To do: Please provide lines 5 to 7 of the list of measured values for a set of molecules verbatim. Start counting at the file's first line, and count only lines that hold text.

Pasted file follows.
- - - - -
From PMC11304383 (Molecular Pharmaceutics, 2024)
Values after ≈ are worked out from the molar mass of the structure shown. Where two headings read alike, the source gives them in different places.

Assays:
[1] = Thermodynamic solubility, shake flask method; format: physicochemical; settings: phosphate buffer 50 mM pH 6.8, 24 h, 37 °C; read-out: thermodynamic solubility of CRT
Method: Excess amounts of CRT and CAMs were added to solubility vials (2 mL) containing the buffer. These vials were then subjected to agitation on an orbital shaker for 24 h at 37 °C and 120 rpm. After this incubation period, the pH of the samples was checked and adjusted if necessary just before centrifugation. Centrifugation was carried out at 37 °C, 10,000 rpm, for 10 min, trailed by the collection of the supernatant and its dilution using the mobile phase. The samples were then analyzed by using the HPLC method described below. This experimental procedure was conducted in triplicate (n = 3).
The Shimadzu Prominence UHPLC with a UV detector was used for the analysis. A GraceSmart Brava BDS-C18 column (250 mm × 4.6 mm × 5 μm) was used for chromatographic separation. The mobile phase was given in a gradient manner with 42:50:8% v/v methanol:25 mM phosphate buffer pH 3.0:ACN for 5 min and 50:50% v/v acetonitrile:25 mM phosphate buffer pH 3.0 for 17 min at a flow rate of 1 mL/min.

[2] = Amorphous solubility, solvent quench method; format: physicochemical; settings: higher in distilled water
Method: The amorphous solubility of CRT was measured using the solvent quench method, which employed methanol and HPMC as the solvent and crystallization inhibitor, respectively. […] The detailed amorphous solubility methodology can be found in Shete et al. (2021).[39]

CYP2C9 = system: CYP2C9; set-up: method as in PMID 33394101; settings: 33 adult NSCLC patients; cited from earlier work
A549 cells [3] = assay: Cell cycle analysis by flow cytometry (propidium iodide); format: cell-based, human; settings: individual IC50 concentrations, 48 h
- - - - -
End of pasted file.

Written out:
Method: Excess amounts of CRT and CAMs were added to solubility vials (2 mL) containing the buffer. These vials were then subjected to agitation on an orbital shaker for 24 h at 37 °C and 120 rpm. After this incubation period, the pH of the samples was checked and adjusted if necessary just before centrifugation. Centrifugation was carried out at 37 °C, 10,000 rpm, for 10 min, trailed by the collection of the supernatant and its dilution using the mobile phase. The samples were then analyzed by using the HPLC method described below. This experimental procedure was conducted in triplicate (n = 3).
The Shimadzu Prominence UHPLC with a UV detector was used for the analysis. A GraceSmart Brava BDS-C18 column (250 mm × 4.6 mm × 5 μm) was used for chromatographic separation. The mobile phase was given in a gradient manner with 42:50:8% v/v methanol:25 mM phosphate buffer pH 3.0:ACN for 5 min and 50:50% v/v acetonitrile:25 mM phosphate buffer pH 3.0 for 17 min at a flow rate of 1 mL/min.

[2] = Amorphous solubility, solvent quench method; format: physicochemical; settings: higher in distilled water